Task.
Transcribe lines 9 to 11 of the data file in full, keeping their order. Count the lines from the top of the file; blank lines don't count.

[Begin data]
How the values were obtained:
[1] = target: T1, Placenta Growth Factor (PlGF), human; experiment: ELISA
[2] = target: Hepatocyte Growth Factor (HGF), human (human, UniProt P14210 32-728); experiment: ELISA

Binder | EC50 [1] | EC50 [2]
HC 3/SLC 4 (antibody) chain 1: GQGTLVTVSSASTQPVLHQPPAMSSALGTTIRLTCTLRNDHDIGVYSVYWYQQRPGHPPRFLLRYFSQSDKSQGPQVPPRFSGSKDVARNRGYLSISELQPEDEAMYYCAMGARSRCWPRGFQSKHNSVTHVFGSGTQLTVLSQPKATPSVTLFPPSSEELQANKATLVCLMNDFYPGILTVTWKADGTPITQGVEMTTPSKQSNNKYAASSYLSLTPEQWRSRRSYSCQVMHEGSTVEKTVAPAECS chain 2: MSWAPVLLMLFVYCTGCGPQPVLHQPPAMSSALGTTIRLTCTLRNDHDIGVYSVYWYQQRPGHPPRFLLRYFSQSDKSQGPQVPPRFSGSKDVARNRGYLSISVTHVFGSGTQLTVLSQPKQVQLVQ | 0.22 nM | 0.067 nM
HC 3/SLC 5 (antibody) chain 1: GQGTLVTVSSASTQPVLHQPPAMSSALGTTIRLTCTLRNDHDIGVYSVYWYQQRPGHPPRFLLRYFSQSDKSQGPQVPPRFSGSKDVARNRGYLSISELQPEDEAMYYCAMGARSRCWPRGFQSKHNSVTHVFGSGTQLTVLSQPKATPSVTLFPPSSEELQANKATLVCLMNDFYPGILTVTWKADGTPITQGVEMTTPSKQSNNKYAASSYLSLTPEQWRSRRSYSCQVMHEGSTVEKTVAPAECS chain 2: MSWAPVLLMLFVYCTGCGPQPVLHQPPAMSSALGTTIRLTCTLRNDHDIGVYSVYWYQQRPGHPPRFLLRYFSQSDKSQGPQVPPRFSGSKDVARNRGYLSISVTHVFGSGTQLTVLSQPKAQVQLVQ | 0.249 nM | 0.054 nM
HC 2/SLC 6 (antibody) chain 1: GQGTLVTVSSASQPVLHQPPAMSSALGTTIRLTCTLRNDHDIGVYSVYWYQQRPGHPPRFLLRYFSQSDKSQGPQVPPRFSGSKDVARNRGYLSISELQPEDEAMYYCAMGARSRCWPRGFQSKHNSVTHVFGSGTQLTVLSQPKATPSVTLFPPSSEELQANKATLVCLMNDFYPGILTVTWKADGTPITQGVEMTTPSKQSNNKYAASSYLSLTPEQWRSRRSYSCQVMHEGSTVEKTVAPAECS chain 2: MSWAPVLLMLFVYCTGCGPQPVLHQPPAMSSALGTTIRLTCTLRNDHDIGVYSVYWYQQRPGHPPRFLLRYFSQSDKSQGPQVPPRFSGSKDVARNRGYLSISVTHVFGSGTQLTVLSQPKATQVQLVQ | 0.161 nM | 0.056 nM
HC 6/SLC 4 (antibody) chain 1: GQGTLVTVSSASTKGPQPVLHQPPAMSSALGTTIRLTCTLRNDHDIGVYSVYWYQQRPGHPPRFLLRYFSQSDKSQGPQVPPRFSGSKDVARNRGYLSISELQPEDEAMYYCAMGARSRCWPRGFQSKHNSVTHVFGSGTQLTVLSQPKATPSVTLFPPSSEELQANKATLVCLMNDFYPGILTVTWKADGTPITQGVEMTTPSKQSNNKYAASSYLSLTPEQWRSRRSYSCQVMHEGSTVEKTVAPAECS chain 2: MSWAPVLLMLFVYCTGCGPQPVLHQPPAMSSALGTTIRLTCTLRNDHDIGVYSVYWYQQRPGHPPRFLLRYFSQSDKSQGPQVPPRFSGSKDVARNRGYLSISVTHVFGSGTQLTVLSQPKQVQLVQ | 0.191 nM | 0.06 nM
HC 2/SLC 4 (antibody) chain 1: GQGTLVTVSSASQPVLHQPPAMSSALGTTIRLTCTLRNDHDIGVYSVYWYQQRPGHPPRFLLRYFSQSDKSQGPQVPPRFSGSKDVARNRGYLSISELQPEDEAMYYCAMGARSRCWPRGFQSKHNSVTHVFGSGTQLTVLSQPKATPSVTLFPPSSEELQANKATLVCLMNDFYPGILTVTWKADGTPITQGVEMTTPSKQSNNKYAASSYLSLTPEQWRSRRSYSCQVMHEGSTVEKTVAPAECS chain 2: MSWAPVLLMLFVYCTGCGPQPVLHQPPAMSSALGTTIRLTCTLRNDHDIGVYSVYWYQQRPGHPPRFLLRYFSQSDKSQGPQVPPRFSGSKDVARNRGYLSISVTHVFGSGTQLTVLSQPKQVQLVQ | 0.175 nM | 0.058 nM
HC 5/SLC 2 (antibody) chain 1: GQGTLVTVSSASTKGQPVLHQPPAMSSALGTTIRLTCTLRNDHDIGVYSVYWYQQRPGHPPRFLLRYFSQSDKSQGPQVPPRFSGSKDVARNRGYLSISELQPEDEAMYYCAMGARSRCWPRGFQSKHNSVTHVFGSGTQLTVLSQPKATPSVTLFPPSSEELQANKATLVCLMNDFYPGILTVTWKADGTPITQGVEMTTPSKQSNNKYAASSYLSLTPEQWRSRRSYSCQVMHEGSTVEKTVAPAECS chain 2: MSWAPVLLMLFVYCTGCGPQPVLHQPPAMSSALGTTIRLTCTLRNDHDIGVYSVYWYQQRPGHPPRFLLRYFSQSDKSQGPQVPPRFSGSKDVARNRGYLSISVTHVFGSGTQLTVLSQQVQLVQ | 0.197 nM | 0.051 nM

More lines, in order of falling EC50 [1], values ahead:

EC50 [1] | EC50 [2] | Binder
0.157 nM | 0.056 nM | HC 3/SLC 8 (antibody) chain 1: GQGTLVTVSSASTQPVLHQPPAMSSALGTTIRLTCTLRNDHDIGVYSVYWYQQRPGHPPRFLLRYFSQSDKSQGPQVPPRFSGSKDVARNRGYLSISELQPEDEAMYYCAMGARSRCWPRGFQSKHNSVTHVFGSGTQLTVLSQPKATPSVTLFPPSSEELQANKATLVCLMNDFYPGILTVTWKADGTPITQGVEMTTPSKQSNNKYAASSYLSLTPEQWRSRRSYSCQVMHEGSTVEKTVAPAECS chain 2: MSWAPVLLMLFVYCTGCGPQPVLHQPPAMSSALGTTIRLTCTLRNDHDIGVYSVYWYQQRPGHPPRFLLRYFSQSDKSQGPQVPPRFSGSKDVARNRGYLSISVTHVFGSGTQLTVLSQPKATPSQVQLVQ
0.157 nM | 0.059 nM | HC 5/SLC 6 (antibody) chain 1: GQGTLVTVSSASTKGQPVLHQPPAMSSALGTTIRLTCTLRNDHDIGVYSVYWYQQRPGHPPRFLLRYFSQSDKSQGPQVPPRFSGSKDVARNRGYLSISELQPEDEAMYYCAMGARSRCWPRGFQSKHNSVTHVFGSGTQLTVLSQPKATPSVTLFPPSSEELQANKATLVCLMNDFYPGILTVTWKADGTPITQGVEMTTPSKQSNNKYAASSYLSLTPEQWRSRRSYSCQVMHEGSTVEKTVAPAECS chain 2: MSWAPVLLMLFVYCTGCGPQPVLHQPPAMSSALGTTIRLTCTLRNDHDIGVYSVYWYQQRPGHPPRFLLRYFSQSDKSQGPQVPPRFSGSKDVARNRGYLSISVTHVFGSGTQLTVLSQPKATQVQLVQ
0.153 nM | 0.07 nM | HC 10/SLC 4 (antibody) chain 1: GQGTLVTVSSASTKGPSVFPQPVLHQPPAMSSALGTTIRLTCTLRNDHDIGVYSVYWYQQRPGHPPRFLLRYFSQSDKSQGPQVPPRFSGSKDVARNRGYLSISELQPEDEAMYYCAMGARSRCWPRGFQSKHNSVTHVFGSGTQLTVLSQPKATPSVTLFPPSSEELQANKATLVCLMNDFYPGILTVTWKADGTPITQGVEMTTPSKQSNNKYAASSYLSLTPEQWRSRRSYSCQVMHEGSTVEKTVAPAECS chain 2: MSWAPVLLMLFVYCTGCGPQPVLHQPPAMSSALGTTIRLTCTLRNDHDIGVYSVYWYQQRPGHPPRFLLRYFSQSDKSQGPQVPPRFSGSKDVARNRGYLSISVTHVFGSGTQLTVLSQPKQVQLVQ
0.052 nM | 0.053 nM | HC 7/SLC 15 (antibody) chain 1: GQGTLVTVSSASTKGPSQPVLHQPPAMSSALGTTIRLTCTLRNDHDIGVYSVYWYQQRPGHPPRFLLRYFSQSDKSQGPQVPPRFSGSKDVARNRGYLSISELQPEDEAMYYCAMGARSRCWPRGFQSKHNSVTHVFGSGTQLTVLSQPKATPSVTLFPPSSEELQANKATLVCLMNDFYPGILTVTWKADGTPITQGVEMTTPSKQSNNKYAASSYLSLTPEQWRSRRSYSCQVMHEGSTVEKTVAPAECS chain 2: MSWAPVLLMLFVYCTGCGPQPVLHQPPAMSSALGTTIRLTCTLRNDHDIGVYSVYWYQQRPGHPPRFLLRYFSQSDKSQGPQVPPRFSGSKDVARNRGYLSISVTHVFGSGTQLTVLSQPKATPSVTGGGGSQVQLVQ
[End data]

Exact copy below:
HC 2/SLC 4 (antibody) chain 1: GQGTLVTVSSASQPVLHQPPAMSSALGTTIRLTCTLRNDHDIGVYSVYWYQQRPGHPPRFLLRYFSQSDKSQGPQVPPRFSGSKDVARNRGYLSISELQPEDEAMYYCAMGARSRCWPRGFQSKHNSVTHVFGSGTQLTVLSQPKATPSVTLFPPSSEELQANKATLVCLMNDFYPGILTVTWKADGTPITQGVEMTTPSKQSNNKYAASSYLSLTPEQWRSRRSYSCQVMHEGSTVEKTVAPAECS chain 2: MSWAPVLLMLFVYCTGCGPQPVLHQPPAMSSALGTTIRLTCTLRNDHDIGVYSVYWYQQRPGHPPRFLLRYFSQSDKSQGPQVPPRFSGSKDVARNRGYLSISVTHVFGSGTQLTVLSQPKQVQLVQ | 0.175 nM | 0.058 nM
HC 5/SLC 2 (antibody) chain 1: GQGTLVTVSSASTKGQPVLHQPPAMSSALGTTIRLTCTLRNDHDIGVYSVYWYQQRPGHPPRFLLRYFSQSDKSQGPQVPPRFSGSKDVARNRGYLSISELQPEDEAMYYCAMGARSRCWPRGFQSKHNSVTHVFGSGTQLTVLSQPKATPSVTLFPPSSEELQANKATLVCLMNDFYPGILTVTWKADGTPITQGVEMTTPSKQSNNKYAASSYLSLTPEQWRSRRSYSCQVMHEGSTVEKTVAPAECS chain 2: MSWAPVLLMLFVYCTGCGPQPVLHQPPAMSSALGTTIRLTCTLRNDHDIGVYSVYWYQQRPGHPPRFLLRYFSQSDKSQGPQVPPRFSGSKDVARNRGYLSISVTHVFGSGTQLTVLSQQVQLVQ | 0.197 nM | 0.051 nM

More lines, in order of falling EC50 [1], values ahead: